When it comes to finding and implementing a software solution, businesses must identify the risks to their business and then determine the resource they can allocate to performing backups. For example, whether they will take control of the backup process in-house or outsource to a third-party who oversees all of their disaster management. Regardless of which option a business chooses, it is vital that backups are performed regularly to ensure they aren’t caught out by things such as Mother Nature causing a natural disaster, theft, cyber attacks and human error.
For these end users, an IT disaster is unacceptable, and everything should be done to mitigate any potential damage. If an organisation doesn’t do this, customers may decide to switch suppliers. This has long been a concern within B2C businesses but is now also common within the B2B realm. Businesses that aren’t satisfied that their suppliers are doing everything they can to protect their data and ensure a reliable service are becoming just as likely as consumers to switch suppliers. It is therefore far less expensive for businesses to prevent or recover quickly from a disaster than to regain lost customers as the result of one.
It is vital for organisations to implement disaster recovery software solutions that do not just recover files but also help secure the business’ very future. Adopting one solution that covers all systems will also make the processes of performing backups much easier and minimise both the time and knowledge needed to perform backups and any subsequent recoveries. Frequently, organisations use multiple different backup solutions to secure their IT environments. This typically means a variety of tools to understand, manage and verify, which is likely to lead to increased operational complexity and risk as things are more likely to be missed. Arguably, the best disaster recovery solutions should be fool-proof and easily implemented even by somebody who doesn’t have prior knowledge of how to do so.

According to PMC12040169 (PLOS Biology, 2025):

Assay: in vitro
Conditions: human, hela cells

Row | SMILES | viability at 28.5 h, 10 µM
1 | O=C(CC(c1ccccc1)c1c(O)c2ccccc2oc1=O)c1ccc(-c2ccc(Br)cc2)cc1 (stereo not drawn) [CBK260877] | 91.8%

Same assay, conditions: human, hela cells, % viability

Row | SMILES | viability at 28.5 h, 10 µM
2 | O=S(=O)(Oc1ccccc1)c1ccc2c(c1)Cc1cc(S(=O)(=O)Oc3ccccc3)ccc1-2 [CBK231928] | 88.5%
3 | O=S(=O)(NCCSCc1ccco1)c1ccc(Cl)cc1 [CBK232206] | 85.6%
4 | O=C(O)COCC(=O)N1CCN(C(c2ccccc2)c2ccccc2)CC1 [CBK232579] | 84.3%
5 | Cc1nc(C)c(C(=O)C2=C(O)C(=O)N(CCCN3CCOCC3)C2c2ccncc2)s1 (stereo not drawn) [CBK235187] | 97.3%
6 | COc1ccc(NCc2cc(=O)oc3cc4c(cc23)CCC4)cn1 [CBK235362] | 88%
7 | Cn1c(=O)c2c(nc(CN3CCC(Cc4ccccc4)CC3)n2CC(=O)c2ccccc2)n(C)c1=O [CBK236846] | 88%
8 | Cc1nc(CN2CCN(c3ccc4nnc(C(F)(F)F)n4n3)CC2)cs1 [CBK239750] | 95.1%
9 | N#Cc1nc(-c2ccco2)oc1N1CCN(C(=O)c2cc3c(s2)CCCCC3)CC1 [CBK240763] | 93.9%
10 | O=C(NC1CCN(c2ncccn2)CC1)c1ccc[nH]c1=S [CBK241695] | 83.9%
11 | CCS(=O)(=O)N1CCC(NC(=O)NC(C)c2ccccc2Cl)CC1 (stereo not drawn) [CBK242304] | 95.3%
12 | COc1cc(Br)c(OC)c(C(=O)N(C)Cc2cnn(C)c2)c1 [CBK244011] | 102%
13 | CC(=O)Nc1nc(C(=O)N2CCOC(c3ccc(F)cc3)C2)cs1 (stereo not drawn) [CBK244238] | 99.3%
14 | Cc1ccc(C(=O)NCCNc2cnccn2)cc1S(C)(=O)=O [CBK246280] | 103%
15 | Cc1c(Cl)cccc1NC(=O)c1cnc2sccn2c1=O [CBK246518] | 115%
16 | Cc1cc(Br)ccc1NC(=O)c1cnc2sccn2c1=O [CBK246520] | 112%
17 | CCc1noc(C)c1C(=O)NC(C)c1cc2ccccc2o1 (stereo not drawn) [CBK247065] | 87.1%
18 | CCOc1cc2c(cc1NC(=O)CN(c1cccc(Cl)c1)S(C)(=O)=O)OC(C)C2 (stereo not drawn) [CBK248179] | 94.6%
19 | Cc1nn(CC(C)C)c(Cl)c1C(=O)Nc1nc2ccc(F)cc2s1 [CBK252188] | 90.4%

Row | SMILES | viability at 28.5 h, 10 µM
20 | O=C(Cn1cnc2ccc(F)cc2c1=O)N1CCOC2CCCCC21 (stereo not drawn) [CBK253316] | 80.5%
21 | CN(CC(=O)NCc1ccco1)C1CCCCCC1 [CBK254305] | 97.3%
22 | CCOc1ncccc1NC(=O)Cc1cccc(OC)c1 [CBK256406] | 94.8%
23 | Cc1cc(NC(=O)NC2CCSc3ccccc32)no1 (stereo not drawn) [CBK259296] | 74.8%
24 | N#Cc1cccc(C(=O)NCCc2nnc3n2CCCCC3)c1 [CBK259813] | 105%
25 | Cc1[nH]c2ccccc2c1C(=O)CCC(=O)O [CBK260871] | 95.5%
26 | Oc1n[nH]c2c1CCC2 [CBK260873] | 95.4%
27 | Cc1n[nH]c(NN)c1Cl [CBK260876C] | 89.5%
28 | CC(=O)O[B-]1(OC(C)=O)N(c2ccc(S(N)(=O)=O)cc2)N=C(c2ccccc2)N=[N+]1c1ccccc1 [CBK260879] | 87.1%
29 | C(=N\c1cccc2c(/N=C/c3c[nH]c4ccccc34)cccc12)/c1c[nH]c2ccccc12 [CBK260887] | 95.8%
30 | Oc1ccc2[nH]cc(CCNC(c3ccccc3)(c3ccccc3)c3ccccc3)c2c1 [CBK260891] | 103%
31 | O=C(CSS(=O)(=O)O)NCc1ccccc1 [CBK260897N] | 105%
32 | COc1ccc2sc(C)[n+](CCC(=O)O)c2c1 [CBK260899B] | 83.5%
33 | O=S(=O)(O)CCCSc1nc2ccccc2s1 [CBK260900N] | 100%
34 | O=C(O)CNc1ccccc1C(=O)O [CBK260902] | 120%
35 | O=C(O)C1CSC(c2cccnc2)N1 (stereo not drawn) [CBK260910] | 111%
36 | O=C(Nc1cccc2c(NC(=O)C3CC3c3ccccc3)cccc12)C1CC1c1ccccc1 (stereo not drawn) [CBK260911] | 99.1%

Benefits of regular backups
By performing regular backups, it will be possible to restore data from before the event and help systems get back up and running as soon as possible with minimal disruption to process and customers.